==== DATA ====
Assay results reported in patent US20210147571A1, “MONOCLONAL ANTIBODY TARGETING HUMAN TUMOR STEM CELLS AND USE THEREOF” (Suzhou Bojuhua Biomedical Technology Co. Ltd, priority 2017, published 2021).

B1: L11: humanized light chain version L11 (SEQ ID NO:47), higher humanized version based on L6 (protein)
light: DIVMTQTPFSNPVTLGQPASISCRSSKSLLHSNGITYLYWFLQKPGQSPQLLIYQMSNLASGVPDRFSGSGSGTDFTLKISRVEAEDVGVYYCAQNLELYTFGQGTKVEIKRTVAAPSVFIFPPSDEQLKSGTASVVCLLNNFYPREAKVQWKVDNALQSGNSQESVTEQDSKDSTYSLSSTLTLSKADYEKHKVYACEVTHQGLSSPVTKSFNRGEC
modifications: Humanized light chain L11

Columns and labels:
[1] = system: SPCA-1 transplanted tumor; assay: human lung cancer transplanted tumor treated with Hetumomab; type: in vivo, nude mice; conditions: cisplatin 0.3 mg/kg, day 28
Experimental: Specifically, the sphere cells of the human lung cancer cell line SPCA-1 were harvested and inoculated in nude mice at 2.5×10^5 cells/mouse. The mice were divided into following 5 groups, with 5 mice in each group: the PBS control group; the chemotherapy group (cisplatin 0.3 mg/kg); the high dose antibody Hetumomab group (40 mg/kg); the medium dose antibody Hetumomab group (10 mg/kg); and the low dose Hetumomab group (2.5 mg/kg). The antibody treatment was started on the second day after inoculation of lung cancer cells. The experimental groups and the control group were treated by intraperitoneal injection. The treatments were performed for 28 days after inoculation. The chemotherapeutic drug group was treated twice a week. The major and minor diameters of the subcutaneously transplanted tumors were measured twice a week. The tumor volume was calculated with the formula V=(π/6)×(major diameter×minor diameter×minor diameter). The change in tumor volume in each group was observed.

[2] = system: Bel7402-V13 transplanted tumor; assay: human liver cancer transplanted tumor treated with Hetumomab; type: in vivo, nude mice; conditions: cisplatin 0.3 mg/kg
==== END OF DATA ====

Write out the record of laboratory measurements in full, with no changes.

Assay results reported in patent US20210147571A1, “MONOCLONAL ANTIBODY TARGETING HUMAN TUMOR STEM CELLS AND USE THEREOF” (Suzhou Bojuhua Biomedical Technology Co. Ltd, priority 2017, published 2021).

B1: L11: humanized light chain version L11 (SEQ ID NO:47), higher humanized version based on L6 (protein)
light: DIVMTQTPFSNPVTLGQPASISCRSSKSLLHSNGITYLYWFLQKPGQSPQLLIYQMSNLASGVPDRFSGSGSGTDFTLKISRVEAEDVGVYYCAQNLELYTFGQGTKVEIKRTVAAPSVFIFPPSDEQLKSGTASVVCLLNNFYPREAKVQWKVDNALQSGNSQESVTEQDSKDSTYSLSSTLTLSKADYEKHKVYACEVTHQGLSSPVTKSFNRGEC
modifications: Humanized light chain L11

Columns and labels:
[1] = system: SPCA-1 transplanted tumor; assay: human lung cancer transplanted tumor treated with Hetumomab; type: in vivo, nude mice; conditions: cisplatin 0.3 mg/kg, day 28
Experimental: Specifically, the sphere cells of the human lung cancer cell line SPCA-1 were harvested and inoculated in nude mice at 2.5×10^5 cells/mouse. The mice were divided into following 5 groups, with 5 mice in each group: the PBS control group; the chemotherapy group (cisplatin 0.3 mg/kg); the high dose antibody Hetumomab group (40 mg/kg); the medium dose antibody Hetumomab group (10 mg/kg); and the low dose Hetumomab group (2.5 mg/kg). The antibody treatment was started on the second day after inoculation of lung cancer cells. The experimental groups and the control group were treated by intraperitoneal injection. The treatments were performed for 28 days after inoculation. The chemotherapeutic drug group was treated twice a week. The major and minor diameters of the subcutaneously transplanted tumors were measured twice a week. The tumor volume was calculated with the formula V=(π/6)×(major diameter×minor diameter×minor diameter). The change in tumor volume in each group was observed.

[2] = system: Bel7402-V13 transplanted tumor; assay: human liver cancer transplanted tumor treated with Hetumomab; type: in vivo, nude mice; conditions: cisplatin 0.3 mg/kg